What Economists Get Wrong About Science and Technology
Trying to quantify research's effects on the economy always fails.
To take another example of just how rudimentary economists’ understanding of the importance of technology to the economy is, look at a best-selling book that came out last year, The Great Stagnation, by prominent economist Tyler Cowen. The central argument of The Great Stagnation is that technological progress is slowing down, which will hurt economic growth.
But what is Cowen’s proxy for “technological progress”? He relies almost exclusively on a paper published in Technological Forecasting and Social Change by Jonathan Huebner, a physicist at the Naval Air Warfare Center. Huebner’s paper, “A Possible Declining Trend for Worldwide Innovation” relied on a simple methodology. He scanned a book called The History of Science and Technology: A Browser's Guide to the Great Discoveries, Inventions, and the People Who Made Them From the Dawn of Time to Today. It lists more than 7,000 “discoveries” by the year in which they were made. Huebner divided the number of discoveries made each decade since 1455 by the population of the world in that decade and made a graph. He then concluded that “worldwide innovation” might be declining.
So Cowen’s book—the “the most debated nonfiction book so far this year,” David Brooks wrote a month after it came out—ends up being based on a cursory tallying of discoveries from a high school-level reference book. But one “discovery” is not interchangeable with another. How do you compare the introduction of bifocal eyeglasses to the “invention of the Earth Simulator, a Japanese supercomputer” or Gutenberg’s moveable type to the polymerase chain reaction (all real examples from the book)? If you’re Huebner, or Cowen citing him, you say each counts as “one discovery.”
In his Nobel acceptance speech , Solow warned against such oversimplifciation, lamenting that economists are “trying too hard, pushing too far, asking ever more refined questions of limited data, over-fitting our models and over-interpreting the results.” But then he conceded that such overinterpretation is “probably inevitable and not especially to be regretted.”
He is right about the likely inevitability of this push. But his complacency (“not especially to be regretted”) comes from a comfortable lectern in Sweden. I can’t quantify for you the damage that such overzealousness causes without falling into the very trap I’m pointing out. It’s reasonable to ask the questions economists ask. But when they claim to have measured things that they haven’t—the importance of technology to the economy, the “rate of technological change,” or the bang per federal research buck—and policymakers believe them, it leads to bad policy.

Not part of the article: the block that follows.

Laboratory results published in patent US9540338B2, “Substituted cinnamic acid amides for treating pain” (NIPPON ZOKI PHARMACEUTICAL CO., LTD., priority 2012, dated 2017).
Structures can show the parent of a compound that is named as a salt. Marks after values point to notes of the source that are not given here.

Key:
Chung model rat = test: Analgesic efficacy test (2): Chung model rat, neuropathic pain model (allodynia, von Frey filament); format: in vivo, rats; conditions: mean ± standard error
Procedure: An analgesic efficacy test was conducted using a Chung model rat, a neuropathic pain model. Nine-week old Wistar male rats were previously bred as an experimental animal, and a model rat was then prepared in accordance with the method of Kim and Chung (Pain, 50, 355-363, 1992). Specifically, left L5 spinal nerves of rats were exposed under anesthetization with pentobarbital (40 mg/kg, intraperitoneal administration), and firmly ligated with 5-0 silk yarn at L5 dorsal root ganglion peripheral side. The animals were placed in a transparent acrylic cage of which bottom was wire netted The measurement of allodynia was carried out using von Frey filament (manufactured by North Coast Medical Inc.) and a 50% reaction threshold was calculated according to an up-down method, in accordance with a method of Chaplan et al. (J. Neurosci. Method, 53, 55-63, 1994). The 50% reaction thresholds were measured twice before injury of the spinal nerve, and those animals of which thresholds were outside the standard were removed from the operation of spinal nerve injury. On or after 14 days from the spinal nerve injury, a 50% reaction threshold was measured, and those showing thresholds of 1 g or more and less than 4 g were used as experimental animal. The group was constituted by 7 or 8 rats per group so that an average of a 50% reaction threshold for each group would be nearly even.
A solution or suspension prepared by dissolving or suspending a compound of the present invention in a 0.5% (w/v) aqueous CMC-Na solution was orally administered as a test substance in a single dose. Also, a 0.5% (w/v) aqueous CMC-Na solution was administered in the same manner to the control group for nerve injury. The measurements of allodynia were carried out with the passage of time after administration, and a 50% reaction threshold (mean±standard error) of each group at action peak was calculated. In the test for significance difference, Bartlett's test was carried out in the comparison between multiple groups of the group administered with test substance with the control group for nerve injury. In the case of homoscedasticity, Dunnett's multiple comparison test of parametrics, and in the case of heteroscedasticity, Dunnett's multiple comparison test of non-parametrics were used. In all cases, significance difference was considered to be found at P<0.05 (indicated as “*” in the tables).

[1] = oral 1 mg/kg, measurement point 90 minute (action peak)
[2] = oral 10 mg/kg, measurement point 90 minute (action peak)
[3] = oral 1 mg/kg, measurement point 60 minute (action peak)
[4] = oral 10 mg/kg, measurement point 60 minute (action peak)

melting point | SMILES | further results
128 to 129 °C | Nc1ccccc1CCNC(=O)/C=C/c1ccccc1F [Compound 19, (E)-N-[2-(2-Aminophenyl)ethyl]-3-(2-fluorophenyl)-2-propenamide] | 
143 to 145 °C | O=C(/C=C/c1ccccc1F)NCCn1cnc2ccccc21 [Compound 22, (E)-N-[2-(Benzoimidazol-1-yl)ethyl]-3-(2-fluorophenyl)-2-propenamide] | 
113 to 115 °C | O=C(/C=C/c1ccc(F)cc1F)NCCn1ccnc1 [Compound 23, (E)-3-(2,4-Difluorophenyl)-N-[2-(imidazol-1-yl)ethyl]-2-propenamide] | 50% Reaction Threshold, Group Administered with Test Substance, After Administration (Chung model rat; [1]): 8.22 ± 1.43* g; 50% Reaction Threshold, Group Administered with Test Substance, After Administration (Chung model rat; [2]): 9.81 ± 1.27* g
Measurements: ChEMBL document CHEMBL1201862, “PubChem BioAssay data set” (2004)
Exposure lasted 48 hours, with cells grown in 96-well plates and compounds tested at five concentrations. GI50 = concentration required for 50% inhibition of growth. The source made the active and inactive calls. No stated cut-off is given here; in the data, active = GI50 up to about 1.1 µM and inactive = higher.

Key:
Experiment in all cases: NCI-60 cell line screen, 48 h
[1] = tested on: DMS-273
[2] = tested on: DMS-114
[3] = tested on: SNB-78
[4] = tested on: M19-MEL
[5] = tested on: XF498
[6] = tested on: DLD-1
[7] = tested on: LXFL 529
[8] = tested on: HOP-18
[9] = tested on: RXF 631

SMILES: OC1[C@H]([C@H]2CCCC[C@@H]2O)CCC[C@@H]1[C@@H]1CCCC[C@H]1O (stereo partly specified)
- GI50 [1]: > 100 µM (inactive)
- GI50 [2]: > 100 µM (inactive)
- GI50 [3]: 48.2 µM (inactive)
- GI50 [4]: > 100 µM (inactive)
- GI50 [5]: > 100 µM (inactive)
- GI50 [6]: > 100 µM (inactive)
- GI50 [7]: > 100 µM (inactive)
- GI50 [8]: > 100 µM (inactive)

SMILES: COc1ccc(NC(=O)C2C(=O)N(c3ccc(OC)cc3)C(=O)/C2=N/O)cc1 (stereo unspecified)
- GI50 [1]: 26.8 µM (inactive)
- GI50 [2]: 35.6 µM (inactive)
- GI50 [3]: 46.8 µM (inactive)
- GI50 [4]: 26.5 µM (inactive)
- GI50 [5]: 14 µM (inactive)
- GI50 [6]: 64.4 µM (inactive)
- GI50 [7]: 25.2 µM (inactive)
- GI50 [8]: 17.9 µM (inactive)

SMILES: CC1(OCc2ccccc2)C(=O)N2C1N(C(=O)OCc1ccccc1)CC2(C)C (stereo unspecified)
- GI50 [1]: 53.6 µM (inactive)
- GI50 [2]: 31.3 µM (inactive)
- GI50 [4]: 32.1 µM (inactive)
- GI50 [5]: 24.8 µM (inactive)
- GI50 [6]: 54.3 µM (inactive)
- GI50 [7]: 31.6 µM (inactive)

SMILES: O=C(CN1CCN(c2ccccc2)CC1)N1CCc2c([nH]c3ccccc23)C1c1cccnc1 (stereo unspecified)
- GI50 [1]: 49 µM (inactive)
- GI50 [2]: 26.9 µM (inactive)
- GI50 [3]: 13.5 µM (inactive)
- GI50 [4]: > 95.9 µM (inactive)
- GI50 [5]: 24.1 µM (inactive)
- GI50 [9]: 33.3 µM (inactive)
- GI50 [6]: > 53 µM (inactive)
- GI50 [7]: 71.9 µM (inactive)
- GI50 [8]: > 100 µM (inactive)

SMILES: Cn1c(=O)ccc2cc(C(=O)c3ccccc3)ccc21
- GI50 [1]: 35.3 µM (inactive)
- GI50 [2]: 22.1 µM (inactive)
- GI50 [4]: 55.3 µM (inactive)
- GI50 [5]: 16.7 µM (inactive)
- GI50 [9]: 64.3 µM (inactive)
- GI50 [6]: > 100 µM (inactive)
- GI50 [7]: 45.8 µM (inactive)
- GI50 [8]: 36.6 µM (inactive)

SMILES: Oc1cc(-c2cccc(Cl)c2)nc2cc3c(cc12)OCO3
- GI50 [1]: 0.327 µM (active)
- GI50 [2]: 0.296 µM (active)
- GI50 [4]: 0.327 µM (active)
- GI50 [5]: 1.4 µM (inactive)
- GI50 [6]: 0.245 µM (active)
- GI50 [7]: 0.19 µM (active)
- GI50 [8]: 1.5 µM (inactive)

Take the case of STAR METRICS, an effort by the Obama administration to “document the outcomes of science investments to the public”. STAR METRICS uses things like counting patents or how often a scientific paper has been cited to measure “the impact of federal science investment on scientific knowledge.” It’s easy to measure how many times a scientific paper has been cited. But make this of major bureaucratic importance, and you’ll get researchers citing things for the sake of citing them.
The notion that something is unquantifiable is alien to the mindset of the modern economist. Tell them it’s not quantifiable, and they will hear that it has not been quantified yet. This mistake matters, because economists and their business-school colleagues are very influential in the formulation of public policy. If economists rather than biologists decide what is good biology through supposedly quantitative, objective evaluations, you get worse biology. If economists decide what makes good physics, or good chemistry, you get worse physics, and worse chemistry. If you believe, as I do, that scientific progress, broadly speaking, is good for society, then making economists the arbiters of what is and isn’t useful ends up hurting everybody.
The greatest irony is that economists are ultimately no different from any other academics. Their argument for saying that we should give more money to study the economics of science is pretty much: “Trust us, what we’re doing is useful.” This is precisely the same argument with which they ding the physicists and biologists.
So really, what we need is to study the economics of the economics of science. Of course to know just how useful this is, we’ll need an economics of the economics of the economics of science. Where does it end?
Konstantin Kakaes is a Schwartz fellow at the New America Foundation. Follow him on Twitter.